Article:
Friday, June 08, 2007

I would totally live here.

Ken Sparkes » Blog Archive » Maison Bulle: "Pierre Cardin’s outrageous bubble house, originally designed by Antti Lovag, near Cannes."

How this doesn't cause deep and abiding shame in every American is beyond me.

More at the link.

Tetsubo Productions - Wherein There Are Not Words For My Disgust:
"Human Rights Watch, in coordination with several other human rights watchdog groups, released a report this week on the 39 people they believe the United States has "disappeared" into secret captivity. Bad enough that the United States is doing this, but Hilzoy at Obsidian Wings notes that the even worse crime is that included in the list of 39 are young children...

Consider the case of Col. David Hogg, who took an Iraqi general's family hostage in order to force his surrender. And that was something about which they were only to happy to tell the public. ("We violated the Geneva Conventions! That's AWESOME") Seymour Hersh has stated repeatedly that he's aware of worse things happening to kids in Iraq and of which classified records exist, and knowing Hersh, he's probably right.

What I can unfortunately understand is why this is happening...

They simply believe the moral high ground to be for wimps who don't want to fight dirty, and they are the worst - the worst - kind of cowards. And that's why there are missing kids now."

"Why should I pretend to be one person for eight hours a day and someone else entirely for the rest?"


Twentysomething: Raunchy old photos will be part of the revolution » Brazen Careerist by Penelope Trunk:
"Social networking sites are blurring the lines between personal and professional life. There is no reason these lines should not be blurred. Most young people lead very healthy social lives, and because of these websites much of our social lives are online. When you live your personal/social life online there is no escaping who you are and what you do. It may be scary to people not accustomed to the openness of the Internet, but as far as I’m concerned, it’s a refreshing. Why should I pretend to be one person for eight hours a day and someone else entirely for the rest?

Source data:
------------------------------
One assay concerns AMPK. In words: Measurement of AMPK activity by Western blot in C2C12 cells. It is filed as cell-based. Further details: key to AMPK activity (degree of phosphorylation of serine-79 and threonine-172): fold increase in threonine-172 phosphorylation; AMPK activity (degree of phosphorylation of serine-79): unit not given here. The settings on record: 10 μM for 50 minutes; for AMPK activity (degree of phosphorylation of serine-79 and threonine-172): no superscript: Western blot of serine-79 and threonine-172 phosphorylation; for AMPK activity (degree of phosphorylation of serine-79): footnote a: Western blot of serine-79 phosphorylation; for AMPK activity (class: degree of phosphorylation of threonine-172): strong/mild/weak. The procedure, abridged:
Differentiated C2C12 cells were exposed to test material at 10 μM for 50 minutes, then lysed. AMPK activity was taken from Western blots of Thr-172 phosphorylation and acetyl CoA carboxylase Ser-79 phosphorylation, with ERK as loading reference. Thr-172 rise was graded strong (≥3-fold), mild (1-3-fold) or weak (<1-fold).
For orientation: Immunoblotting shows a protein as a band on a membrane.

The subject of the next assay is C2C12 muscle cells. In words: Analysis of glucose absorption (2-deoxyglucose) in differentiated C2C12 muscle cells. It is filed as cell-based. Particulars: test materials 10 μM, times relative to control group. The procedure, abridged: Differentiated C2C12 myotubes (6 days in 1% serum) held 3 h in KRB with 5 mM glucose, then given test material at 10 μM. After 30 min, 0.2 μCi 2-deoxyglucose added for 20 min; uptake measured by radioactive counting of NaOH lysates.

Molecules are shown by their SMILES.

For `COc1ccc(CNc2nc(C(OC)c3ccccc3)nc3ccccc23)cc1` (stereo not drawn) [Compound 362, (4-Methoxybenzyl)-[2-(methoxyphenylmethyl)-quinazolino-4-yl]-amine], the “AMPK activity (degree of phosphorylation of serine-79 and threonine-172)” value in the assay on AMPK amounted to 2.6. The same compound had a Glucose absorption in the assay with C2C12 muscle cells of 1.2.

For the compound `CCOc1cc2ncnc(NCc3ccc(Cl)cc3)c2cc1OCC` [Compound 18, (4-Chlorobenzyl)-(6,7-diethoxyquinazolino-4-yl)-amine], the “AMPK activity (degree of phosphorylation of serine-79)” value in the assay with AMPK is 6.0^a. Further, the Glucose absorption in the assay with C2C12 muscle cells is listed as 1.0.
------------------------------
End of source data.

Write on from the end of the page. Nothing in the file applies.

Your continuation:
...The whole idea of our lives being available for public display is actually pretty cool. Think about it. If the world already knows what we do in our spare time and we are all able to be completely open about our interests, thoughts and ideas without fear of retribution or not being hired then we can bring our whole being to work everyday.

...The more young people enter the workforce the less risk there is that someone will Google them to look for bad behavior. Human resources leaders don’t have the time to sleuth. But also, there just aren’t enough perfect little angels in the world to go around.

I urge everyone: Let’s leave all of our pictures up on whatever social networking sites we use. What we do on the weekends is just as much apart of our lives as our day jobs. Don’t be afraid of your boss seeing a risqué photo of you and don’t be afraid to talk a little business at the bar. The sooner we get past this personal and professional juggling act, the sooner we can see real change in the workplace."

Jay Z, Linkin Park, Eminem and Dr Dre

Yeah, it may lack the social relevance I was waxing rhapsodically about in the last post, but this Numb/Encore remix is tight as fuck.

When hip-hop really mattered.

"America has a very serious problem..."

"Hey yo, here's the situation - idiocy...
Nonsense, violence, not a good policy...
...I don't understand the difficulty people...
Love your brother, treat him as an equal..."

Self Destruction - The Stop the Violence Movement

We're All in the Same Gang - The West Coast All Stars

Jesus... I'm getting old and nostalgic and wishing for the chance to re-do the last 20 years knowing what I know now...

Thursday, June 07, 2007

It took me a long time to figure this out.

...and having to play the "officer" role in the military certainly didn't accelerate my learning curve any. I finally figured it out, I think, mostly living in VA.

But the sectioning and partitioning off of various aspects of your life, relegating certain behaviors and certain attitudes to specific locales and circumstances accomplishes nothing except lead that slow, long march into frustration and multiple personality disorder.

Unless you WANT multiple personality disorder. In that case, go for it. [Think of all the new experiences you could have...]

Twentysomething: Why I don’t want work/life balance » Brazen Careerist by Penelope Trunk: